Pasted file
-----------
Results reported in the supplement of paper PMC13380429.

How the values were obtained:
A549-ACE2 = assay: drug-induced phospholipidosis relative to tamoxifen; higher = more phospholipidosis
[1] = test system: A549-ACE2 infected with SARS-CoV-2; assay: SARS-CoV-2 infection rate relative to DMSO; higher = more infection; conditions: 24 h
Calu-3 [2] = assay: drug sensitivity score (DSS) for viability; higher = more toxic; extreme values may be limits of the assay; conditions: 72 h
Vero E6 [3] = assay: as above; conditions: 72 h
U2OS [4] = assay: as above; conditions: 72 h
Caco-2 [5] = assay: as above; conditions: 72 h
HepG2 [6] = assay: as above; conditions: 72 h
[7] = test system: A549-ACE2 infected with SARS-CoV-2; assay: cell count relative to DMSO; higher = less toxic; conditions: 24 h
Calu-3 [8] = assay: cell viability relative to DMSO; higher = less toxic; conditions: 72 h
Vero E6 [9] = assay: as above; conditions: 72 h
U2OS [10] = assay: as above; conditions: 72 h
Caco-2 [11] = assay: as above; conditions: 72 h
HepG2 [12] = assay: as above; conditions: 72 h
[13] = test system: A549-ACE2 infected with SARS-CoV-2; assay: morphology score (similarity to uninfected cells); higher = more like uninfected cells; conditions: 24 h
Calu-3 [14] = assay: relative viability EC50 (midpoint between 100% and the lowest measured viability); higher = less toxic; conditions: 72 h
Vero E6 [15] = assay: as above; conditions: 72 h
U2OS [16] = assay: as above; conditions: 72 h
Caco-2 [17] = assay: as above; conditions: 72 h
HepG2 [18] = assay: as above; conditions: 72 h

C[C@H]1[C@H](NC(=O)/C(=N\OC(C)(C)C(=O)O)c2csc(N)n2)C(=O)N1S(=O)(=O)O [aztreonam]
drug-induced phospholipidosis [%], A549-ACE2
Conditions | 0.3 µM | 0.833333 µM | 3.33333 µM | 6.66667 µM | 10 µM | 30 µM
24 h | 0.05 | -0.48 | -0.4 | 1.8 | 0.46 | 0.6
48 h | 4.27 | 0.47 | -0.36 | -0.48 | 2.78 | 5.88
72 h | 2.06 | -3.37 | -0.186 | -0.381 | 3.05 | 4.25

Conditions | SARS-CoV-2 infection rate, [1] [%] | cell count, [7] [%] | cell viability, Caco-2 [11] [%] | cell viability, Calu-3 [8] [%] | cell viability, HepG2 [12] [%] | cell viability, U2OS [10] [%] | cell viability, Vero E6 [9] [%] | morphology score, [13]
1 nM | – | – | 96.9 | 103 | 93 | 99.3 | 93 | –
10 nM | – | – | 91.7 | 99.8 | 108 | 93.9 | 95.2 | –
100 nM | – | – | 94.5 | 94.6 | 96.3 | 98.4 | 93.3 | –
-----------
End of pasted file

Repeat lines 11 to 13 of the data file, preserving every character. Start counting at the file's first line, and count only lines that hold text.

Calu-3 [8] = assay: cell viability relative to DMSO; higher = less toxic; conditions: 72 h
Vero E6 [9] = assay: as above; conditions: 72 h
U2OS [10] = assay: as above; conditions: 72 h